The Aesop for Children
The Aesop for Children
A Fox one day spied a beautiful bunch of ripe grapes hanging from a vine trained along the branches of a tree. The grapes seemed ready to burst with juice, and the Fox's mouth watered as he gazed longingly at them.
The bunch hung from a high branch, and the Fox had to jump for it. The first time he jumped he missed it by a long way. So he walked off a short distance and took a running leap at it, only to fall short once more. Again and again he tried, but in vain.
Now he sat down and looked at the grapes in disgust.
"What a fool I am," he said. "Here I am wearing myself out to get a bunch of sour grapes that are not worth gaping for."
And off he walked very, very scornfully.
There are many who pretend to despise and belittle that which is beyond their reach.
THE BUNDLE OF STICKS
A certain Father had a family of Sons, who were forever quarreling among themselves. No words he could say did the least good, so he cast about in his mind for some very striking example that should make them see that discord would lead them to misfortune.
One day when the quarreling had been much more violent than usual and each of the Sons was moping in a surly manner, he asked one of them to bring him a bundle of sticks. Then handing the bundle to each of his Sons in turn he told them to try to break it. But although each one tried his best, none was able to do so.
The Father then untied the bundle and gave the sticks to his Sons to break one by one. This they did very easily.
"My Sons," said the Father, "do you not see how certain it is that if you agree with each other and help each other, it will be impossible for your enemies to injure you? But if you are divided among yourselves, you will be no stronger than a single stick in that bundle."
In unity is strength.
THE WOLF AND THE CRANE
A Wolf had been feasting too greedily, and a bone had stuck crosswise in his throat. He could get it neither up nor down, and of course he could not eat a thing. Naturally that was an awful state of affairs for a greedy Wolf.
So away he hurried to the Crane. He was sure that she, with her long neck and bill, would easily be able to reach the bone and pull it out.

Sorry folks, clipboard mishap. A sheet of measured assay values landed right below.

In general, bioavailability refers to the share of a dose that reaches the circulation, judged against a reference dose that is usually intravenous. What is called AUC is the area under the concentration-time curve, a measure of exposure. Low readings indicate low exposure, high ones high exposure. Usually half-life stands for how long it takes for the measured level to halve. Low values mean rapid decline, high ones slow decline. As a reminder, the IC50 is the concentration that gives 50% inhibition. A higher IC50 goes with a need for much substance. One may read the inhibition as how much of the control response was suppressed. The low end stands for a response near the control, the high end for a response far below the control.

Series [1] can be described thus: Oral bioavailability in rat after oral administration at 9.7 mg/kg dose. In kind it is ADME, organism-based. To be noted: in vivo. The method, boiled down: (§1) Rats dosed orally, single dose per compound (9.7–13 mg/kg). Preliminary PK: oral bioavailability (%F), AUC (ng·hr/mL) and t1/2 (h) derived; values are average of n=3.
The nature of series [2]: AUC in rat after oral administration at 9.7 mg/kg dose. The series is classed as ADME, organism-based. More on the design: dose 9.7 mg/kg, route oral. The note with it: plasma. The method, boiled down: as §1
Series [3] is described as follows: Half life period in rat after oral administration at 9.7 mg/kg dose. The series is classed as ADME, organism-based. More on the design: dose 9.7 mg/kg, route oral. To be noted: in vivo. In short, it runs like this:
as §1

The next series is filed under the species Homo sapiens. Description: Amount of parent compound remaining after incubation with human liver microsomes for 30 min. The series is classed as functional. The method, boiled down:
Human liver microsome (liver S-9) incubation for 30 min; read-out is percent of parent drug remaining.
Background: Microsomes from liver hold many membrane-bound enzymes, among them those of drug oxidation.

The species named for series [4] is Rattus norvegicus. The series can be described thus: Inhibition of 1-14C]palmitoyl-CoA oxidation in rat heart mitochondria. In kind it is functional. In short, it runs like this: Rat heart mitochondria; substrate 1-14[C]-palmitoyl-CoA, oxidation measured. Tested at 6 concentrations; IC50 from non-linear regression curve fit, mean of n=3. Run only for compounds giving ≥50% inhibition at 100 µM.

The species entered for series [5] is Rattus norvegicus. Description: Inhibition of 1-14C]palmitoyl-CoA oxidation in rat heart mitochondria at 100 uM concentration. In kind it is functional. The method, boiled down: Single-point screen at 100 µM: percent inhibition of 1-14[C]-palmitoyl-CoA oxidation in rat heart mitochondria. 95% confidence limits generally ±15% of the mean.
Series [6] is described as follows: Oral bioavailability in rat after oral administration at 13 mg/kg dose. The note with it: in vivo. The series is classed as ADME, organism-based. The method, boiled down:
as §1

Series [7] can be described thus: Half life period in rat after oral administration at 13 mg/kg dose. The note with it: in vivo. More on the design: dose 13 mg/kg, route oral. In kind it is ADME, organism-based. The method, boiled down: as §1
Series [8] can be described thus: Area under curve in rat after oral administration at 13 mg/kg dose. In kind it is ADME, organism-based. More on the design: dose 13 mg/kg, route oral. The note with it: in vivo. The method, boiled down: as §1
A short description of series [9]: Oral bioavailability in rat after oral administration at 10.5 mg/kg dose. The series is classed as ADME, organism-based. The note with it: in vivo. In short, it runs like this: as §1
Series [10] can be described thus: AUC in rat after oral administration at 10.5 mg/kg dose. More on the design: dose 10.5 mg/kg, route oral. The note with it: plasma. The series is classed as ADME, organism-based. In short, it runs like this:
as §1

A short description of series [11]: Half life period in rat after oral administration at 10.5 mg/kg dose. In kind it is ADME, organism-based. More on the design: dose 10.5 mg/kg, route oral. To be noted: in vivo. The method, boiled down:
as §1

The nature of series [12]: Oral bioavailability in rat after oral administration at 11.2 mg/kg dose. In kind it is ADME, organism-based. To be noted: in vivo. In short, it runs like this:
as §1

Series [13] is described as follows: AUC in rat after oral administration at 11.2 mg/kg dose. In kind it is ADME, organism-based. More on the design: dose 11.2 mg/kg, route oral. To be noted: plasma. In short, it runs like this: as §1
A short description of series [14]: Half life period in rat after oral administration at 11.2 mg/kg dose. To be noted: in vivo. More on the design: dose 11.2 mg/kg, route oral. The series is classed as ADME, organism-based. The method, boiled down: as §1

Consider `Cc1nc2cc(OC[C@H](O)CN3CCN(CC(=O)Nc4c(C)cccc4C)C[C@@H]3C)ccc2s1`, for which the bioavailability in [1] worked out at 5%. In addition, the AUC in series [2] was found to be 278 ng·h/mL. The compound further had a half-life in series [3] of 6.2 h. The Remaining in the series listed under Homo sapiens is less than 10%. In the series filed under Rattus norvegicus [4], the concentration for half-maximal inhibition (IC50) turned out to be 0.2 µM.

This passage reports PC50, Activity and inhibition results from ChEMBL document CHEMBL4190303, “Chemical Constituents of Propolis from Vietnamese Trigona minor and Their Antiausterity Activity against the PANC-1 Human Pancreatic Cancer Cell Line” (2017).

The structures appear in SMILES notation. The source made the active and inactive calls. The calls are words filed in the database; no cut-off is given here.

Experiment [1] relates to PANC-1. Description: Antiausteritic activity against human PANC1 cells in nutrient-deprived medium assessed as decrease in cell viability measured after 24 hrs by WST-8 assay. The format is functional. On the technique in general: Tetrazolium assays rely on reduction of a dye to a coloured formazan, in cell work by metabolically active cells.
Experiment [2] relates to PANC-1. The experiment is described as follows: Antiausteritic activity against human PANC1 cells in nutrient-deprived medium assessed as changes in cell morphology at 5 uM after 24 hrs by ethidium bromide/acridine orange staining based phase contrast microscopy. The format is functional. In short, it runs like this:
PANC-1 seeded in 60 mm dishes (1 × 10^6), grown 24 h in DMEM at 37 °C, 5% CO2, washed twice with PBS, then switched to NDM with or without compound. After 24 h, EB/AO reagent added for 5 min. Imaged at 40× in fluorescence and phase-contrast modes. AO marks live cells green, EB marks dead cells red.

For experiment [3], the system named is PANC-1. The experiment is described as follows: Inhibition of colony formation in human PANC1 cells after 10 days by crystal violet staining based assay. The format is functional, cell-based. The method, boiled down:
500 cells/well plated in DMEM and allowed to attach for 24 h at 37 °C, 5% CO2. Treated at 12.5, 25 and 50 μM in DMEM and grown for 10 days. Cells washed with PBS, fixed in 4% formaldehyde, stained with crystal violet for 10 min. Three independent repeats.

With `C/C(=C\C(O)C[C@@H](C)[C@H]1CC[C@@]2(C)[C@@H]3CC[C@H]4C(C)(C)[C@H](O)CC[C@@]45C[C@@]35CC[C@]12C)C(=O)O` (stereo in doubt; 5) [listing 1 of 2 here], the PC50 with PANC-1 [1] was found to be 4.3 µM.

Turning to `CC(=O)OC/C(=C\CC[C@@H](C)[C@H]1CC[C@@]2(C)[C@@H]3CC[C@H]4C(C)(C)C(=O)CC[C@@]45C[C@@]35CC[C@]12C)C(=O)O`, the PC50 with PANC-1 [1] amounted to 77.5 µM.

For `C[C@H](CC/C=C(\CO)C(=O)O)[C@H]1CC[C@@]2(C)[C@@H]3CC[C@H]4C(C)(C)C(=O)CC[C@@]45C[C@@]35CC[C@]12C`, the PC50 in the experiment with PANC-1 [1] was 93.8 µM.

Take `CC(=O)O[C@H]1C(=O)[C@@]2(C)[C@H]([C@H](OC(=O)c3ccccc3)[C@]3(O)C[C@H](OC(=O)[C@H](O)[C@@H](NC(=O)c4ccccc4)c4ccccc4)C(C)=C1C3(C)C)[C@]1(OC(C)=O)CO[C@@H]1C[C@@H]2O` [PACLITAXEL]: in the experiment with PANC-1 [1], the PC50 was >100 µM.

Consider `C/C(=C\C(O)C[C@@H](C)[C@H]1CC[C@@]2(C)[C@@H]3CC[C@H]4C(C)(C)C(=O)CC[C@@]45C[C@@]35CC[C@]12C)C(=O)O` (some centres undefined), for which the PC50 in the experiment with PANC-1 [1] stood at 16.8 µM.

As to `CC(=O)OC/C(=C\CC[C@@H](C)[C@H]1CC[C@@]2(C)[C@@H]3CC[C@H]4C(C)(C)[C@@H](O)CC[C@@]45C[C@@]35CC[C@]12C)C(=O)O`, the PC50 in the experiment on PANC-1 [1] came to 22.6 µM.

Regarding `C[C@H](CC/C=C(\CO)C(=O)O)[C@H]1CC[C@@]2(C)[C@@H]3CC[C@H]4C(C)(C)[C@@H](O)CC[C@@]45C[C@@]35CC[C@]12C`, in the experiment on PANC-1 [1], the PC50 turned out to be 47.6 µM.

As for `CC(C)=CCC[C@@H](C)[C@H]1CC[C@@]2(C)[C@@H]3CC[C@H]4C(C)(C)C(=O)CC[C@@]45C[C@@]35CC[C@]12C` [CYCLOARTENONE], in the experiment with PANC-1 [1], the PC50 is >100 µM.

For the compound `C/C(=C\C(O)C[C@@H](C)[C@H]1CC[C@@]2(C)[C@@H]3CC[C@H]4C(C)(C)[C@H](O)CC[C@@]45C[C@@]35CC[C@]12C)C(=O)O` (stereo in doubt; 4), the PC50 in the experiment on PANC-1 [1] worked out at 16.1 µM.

"I will reward you very handsomely," said the Wolf, "if you pull that bone out for me."
The Crane, as you can imagine, was very uneasy about putting her head in a Wolf's throat. But she was grasping in nature, so she did what the Wolf asked her to do.
When the Wolf felt that the bone was gone, he started to walk away.
"But what about my reward!" called the Crane anxiously.
"What!" snarled the Wolf, whirling around. "Haven't you got it? Isn't it enough that I let you take your head out of my mouth without snapping it off?"
Expect no reward for serving the wicked.
THE ASS AND HIS DRIVER
An Ass was being driven along a road leading down the mountain side, when he suddenly took it into his silly head to choose his own path. He could see his stall at the foot of the mountain, and to him the quickest way down seemed to be over the edge of the nearest cliff. Just as he was about to leap over, his master caught him by the tail and tried to pull him back, but the stubborn Ass would not yield and pulled with all his might.
"Very well," said his master, "go your way, you willful beast, and see where it leads you."
With that he let go, and the foolish Ass tumbled head over heels down the mountain side.
They who will not listen to reason but stubbornly go their own way against the friendly advice of those who are wiser than they, are on the road to misfortune.
THE OXEN AND THE WHEELS
A pair of Oxen were drawing a heavily loaded wagon along a miry country road. They had to use all their strength to pull the wagon, but they did not complain.
The Wheels of the wagon were of a different sort. Thoug